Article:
Celebrate Elizabeth Peratrovich Day with a book

Feb 16, 2021

River City Books has a few copies of Fighter with Velvet Gloves, a biography about Elizabeth Peratrovich geared toward young adults.
Credit Sabine Poux/KDLL

It’s Elizabeth Peratrovich Day in Alaska.

In her lifetime, the Tlingit  woman fought for equal treatment of Alaska Native people and lobbied for legislation prohibiting discrimination on the basis of race. Her advocacy resulted in the Anti-Discrimination Law, approved on this day in 1945 by the Alaska Territorial Legislature.

If you want to learn more about Elizabeth Peratrovich’s life, your local libraries have got you covered.

Both the Kenai and Soldotna libraries have copies of, “Fighter in Velvet Gloves,” a 2019 biography, geared toward young adults, by Annie Boochever and Peratrovich’s son, Roy Peratrovich Jr.

River City Books in Soldotna also has copies of that book.

Children's librarian James Adcox said the Kenai Community Library has other volumes that feature Peratrovich, too.

“We also have another book, called ‘The Book of Gutsy Women,’ and that one was written by Hillary Rodham Clinton and Chelsea Clinton," he said. "And it highlights women throughout history who have made a difference. And Elizabeth Peratrovich is highlighted in that book.”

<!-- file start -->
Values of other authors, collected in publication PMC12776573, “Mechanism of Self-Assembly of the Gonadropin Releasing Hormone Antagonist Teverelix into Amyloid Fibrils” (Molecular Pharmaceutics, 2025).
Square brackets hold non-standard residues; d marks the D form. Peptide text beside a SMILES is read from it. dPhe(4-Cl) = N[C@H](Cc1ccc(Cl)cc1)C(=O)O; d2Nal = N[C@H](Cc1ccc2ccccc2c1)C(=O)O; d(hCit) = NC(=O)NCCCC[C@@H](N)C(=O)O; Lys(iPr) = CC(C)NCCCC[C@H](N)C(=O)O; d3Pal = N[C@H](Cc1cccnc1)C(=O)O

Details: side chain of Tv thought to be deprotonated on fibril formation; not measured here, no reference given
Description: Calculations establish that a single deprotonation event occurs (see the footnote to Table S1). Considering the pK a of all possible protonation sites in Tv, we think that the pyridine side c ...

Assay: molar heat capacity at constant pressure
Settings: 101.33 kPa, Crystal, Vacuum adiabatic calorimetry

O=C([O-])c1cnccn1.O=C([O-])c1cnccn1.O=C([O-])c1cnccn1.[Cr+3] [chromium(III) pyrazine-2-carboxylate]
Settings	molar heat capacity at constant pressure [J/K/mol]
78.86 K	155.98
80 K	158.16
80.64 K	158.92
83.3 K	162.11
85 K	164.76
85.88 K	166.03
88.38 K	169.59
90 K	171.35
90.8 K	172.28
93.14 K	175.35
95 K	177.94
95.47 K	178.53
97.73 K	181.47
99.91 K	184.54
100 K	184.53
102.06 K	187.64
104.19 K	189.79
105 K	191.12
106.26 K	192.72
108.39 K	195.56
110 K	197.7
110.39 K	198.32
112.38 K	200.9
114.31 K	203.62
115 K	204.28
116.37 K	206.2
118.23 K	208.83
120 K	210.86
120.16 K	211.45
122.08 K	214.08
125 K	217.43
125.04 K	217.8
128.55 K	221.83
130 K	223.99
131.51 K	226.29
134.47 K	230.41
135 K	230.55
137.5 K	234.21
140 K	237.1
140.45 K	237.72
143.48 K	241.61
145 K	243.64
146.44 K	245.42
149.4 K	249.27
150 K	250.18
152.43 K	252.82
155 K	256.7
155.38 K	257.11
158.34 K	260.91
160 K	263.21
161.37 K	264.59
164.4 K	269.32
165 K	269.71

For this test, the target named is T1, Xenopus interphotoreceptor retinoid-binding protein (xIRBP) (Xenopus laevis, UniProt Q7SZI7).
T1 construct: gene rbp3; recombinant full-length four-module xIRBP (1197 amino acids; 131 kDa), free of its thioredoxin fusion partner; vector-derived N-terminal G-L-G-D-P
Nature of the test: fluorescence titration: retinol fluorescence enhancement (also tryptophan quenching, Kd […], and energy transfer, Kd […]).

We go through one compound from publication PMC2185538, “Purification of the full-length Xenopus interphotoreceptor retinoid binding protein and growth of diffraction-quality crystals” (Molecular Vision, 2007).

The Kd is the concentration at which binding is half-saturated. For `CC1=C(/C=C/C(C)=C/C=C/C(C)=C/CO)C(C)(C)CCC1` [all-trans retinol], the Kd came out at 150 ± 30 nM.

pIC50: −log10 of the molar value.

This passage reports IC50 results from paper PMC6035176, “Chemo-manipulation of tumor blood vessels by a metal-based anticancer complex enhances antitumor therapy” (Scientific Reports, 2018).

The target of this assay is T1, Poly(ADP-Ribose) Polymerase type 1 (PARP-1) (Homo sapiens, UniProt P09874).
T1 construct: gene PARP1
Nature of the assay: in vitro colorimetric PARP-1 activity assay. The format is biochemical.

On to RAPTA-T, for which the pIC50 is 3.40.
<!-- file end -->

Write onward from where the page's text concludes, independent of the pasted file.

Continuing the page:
Both the Kenai and Soldotna libraries can share books with libraries across Alaska. So if you can’t find it on the shelves, they might be able to order it for you. 

Soldotna Assistant City Librarian Ryanna Thurman said you can also view primary sources through the library online.

“If you want to look at something today and want to look at some cool pictures, you can go to the SLED website," she said. "Which is the ‘Statewide Library Electronic Doorway.’”

On that site, there’s correspondence between Peratrovich and her son, photos from when Gov. Steve Cowper signed Elizabeth Peratrovich Day into law, and archived newspapers with stories about the civil right’s icon.

To get to those resources, you can either search Peratrovich’s name directly or go to the Alaska Digital Archives on the SLED site.